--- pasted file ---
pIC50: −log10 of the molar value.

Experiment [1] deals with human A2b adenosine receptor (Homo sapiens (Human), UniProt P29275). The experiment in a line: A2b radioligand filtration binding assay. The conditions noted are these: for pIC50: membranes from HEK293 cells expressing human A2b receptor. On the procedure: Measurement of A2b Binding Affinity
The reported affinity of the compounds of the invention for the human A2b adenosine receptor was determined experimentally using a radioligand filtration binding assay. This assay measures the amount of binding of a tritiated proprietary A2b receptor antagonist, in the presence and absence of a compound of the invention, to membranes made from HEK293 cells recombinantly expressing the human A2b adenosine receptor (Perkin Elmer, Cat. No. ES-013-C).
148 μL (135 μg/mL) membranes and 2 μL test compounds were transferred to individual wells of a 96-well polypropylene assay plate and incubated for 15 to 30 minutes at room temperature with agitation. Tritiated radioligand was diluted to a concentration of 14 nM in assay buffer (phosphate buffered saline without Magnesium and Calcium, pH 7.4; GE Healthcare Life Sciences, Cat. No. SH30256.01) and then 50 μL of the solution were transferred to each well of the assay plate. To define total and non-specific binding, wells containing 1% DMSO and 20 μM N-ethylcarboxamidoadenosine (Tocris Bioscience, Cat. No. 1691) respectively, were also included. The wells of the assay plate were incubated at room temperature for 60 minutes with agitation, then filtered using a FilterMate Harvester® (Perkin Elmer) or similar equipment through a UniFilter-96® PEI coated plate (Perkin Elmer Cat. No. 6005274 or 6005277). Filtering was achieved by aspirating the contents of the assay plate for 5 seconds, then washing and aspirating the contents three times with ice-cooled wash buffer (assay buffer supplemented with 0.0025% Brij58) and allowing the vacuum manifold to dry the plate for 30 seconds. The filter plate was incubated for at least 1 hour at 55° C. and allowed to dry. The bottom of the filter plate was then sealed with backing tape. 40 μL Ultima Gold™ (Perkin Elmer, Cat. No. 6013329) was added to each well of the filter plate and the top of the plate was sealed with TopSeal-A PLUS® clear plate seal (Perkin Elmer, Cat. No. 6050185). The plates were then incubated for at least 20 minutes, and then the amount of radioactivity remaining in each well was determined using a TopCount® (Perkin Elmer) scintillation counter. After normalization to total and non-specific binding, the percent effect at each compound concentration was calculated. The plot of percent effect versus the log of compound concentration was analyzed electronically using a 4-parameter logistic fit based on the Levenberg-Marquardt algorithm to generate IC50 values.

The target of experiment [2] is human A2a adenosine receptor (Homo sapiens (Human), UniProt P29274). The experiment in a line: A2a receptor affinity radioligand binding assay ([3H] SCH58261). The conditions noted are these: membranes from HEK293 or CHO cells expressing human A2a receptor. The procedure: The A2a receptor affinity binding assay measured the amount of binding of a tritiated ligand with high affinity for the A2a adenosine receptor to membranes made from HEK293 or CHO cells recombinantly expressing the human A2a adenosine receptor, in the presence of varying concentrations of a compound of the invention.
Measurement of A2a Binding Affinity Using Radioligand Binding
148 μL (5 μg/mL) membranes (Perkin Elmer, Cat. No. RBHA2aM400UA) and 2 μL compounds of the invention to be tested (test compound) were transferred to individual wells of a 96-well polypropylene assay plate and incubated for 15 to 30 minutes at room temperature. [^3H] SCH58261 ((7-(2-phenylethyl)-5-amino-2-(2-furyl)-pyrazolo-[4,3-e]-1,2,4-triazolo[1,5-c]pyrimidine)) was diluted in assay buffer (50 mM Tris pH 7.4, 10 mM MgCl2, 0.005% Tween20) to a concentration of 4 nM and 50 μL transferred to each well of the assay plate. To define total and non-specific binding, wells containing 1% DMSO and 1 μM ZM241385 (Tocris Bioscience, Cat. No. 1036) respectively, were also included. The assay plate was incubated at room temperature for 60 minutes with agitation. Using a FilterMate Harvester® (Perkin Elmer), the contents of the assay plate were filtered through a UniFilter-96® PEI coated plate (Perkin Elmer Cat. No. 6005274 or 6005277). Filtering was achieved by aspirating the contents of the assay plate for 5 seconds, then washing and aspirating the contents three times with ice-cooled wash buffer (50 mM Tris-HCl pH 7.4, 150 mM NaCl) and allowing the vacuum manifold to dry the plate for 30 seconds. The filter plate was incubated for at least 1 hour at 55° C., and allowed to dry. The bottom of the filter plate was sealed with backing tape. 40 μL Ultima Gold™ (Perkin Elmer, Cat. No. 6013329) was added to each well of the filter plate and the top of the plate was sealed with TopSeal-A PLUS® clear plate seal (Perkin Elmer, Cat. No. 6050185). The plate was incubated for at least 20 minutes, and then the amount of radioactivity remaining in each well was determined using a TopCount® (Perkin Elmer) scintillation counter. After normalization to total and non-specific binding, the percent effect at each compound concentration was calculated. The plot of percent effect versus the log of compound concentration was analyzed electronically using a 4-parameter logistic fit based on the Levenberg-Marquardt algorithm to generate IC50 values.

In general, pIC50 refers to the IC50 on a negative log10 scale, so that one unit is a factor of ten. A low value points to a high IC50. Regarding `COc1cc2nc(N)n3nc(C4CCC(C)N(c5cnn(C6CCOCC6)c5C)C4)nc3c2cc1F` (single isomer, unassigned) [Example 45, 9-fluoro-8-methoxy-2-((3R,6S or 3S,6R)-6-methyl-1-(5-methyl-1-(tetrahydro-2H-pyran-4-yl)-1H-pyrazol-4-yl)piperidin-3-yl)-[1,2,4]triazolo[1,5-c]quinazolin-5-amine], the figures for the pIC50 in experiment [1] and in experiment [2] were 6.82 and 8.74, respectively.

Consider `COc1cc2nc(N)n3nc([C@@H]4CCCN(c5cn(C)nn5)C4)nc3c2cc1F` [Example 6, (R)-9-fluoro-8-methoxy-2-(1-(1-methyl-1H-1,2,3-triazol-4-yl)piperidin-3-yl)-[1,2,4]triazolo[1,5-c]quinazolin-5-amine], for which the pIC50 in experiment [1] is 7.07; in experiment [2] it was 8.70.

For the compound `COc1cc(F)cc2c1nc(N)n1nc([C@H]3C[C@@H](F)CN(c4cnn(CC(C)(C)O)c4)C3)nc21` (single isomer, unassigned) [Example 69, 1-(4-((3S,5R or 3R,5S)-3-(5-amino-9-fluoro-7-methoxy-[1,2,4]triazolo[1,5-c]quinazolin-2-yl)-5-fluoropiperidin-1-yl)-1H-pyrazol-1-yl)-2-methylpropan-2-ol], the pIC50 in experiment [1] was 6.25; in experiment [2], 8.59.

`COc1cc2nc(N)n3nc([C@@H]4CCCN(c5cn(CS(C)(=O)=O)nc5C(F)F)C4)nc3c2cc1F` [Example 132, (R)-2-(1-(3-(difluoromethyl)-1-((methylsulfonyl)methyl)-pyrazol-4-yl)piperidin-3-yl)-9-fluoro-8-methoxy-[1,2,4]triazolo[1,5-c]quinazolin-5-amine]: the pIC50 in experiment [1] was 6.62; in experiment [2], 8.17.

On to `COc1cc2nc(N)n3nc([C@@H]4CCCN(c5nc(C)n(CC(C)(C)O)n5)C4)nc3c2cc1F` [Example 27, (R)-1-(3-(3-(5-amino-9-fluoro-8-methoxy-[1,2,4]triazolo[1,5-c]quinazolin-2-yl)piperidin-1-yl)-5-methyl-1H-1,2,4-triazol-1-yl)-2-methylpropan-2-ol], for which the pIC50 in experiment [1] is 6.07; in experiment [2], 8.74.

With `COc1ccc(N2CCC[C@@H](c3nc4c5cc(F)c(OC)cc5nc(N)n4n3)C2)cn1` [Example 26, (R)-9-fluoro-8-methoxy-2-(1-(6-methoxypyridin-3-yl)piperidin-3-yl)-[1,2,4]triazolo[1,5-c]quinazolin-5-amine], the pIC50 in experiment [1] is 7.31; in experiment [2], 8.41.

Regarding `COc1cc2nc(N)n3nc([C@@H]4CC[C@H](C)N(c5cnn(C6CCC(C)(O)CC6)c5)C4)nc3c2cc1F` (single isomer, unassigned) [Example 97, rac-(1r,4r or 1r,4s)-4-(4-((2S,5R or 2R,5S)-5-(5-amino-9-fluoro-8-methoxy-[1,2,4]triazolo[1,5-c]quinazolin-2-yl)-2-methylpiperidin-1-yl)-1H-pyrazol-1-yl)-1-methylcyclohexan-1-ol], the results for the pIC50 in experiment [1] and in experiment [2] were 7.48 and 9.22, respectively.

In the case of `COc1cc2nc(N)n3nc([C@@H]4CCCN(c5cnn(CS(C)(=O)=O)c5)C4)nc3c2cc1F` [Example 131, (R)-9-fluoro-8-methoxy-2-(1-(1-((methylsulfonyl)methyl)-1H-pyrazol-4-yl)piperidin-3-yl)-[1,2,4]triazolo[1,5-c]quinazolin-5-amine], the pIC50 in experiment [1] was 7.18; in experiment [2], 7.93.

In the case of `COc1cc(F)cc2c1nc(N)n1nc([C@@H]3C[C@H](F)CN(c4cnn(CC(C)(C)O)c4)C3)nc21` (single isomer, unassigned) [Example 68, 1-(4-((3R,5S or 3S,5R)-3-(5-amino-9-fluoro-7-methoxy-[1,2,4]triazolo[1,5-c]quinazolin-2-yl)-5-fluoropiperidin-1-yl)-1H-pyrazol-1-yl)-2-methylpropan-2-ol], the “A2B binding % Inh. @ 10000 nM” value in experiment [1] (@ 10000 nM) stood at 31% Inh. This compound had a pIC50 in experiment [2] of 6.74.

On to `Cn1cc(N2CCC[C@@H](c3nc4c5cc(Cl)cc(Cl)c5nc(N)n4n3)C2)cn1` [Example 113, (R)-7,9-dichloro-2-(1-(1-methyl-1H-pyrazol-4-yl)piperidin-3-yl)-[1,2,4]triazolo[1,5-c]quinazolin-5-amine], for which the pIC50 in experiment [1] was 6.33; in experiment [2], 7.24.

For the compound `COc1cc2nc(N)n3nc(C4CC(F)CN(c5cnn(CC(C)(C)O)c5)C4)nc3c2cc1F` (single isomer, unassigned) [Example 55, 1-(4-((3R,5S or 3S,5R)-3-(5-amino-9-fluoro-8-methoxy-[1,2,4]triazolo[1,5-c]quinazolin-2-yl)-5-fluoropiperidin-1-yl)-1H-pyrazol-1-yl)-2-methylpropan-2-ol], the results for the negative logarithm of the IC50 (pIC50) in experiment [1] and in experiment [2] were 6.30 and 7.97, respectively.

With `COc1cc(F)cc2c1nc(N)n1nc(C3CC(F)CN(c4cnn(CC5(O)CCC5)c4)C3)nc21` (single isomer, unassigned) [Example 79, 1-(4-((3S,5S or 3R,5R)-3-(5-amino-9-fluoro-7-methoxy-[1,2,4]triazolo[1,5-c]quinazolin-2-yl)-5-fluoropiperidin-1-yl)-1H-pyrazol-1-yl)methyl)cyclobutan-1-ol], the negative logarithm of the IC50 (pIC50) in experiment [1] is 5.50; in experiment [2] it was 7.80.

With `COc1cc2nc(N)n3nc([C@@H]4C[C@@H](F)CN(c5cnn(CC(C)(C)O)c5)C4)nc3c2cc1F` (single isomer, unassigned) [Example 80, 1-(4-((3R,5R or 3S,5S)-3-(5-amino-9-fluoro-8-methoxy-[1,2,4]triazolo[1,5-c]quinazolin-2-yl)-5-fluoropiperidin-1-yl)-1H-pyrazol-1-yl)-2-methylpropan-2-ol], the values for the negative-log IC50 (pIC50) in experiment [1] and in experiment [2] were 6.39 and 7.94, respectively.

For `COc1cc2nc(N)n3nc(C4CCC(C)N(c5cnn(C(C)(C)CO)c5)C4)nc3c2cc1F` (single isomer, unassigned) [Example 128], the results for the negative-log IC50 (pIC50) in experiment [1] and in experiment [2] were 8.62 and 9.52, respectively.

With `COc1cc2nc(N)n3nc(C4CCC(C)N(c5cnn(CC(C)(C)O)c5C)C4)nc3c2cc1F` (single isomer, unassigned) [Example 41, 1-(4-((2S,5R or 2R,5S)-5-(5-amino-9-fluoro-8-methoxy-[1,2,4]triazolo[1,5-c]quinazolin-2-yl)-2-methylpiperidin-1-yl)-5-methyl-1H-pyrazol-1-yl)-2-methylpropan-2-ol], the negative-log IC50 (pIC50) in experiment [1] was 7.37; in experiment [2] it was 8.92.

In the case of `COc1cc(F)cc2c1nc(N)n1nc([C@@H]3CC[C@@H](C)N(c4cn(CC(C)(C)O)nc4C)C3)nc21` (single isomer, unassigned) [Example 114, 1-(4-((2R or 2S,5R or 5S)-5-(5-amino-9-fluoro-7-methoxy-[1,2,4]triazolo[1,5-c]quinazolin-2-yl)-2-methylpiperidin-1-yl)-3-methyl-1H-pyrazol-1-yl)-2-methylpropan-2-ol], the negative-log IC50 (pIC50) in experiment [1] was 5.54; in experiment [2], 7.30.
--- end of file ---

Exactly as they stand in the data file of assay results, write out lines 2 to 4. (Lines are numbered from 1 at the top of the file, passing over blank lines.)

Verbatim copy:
Experiment [1] deals with human A2b adenosine receptor (Homo sapiens (Human), UniProt P29275). The experiment in a line: A2b radioligand filtration binding assay. The conditions noted are these: for pIC50: membranes from HEK293 cells expressing human A2b receptor. On the procedure: Measurement of A2b Binding Affinity
The reported affinity of the compounds of the invention for the human A2b adenosine receptor was determined experimentally using a radioligand filtration binding assay. This assay measures the amount of binding of a tritiated proprietary A2b receptor antagonist, in the presence and absence of a compound of the invention, to membranes made from HEK293 cells recombinantly expressing the human A2b adenosine receptor (Perkin Elmer, Cat. No. ES-013-C).
148 μL (135 μg/mL) membranes and 2 μL test compounds were transferred to individual wells of a 96-well polypropylene assay plate and incubated for 15 to 30 minutes at room temperature with agitation. Tritiated radioligand was diluted to a concentration of 14 nM in assay buffer (phosphate buffered saline without Magnesium and Calcium, pH 7.4; GE Healthcare Life Sciences, Cat. No. SH30256.01) and then 50 μL of the solution were transferred to each well of the assay plate. To define total and non-specific binding, wells containing 1% DMSO and 20 μM N-ethylcarboxamidoadenosine (Tocris Bioscience, Cat. No. 1691) respectively, were also included. The wells of the assay plate were incubated at room temperature for 60 minutes with agitation, then filtered using a FilterMate Harvester® (Perkin Elmer) or similar equipment through a UniFilter-96® PEI coated plate (Perkin Elmer Cat. No. 6005274 or 6005277). Filtering was achieved by aspirating the contents of the assay plate for 5 seconds, then washing and aspirating the contents three times with ice-cooled wash buffer (assay buffer supplemented with 0.0025% Brij58) and allowing the vacuum manifold to dry the plate for 30 seconds. The filter plate was incubated for at least 1 hour at 55° C. and allowed to dry. The bottom of the filter plate was then sealed with backing tape. 40 μL Ultima Gold™ (Perkin Elmer, Cat. No. 6013329) was added to each well of the filter plate and the top of the plate was sealed with TopSeal-A PLUS® clear plate seal (Perkin Elmer, Cat. No. 6050185). The plates were then incubated for at least 20 minutes, and then the amount of radioactivity remaining in each well was determined using a TopCount® (Perkin Elmer) scintillation counter. After normalization to total and non-specific binding, the percent effect at each compound concentration was calculated. The plot of percent effect versus the log of compound concentration was analyzed electronically using a 4-parameter logistic fit based on the Levenberg-Marquardt algorithm to generate IC50 values.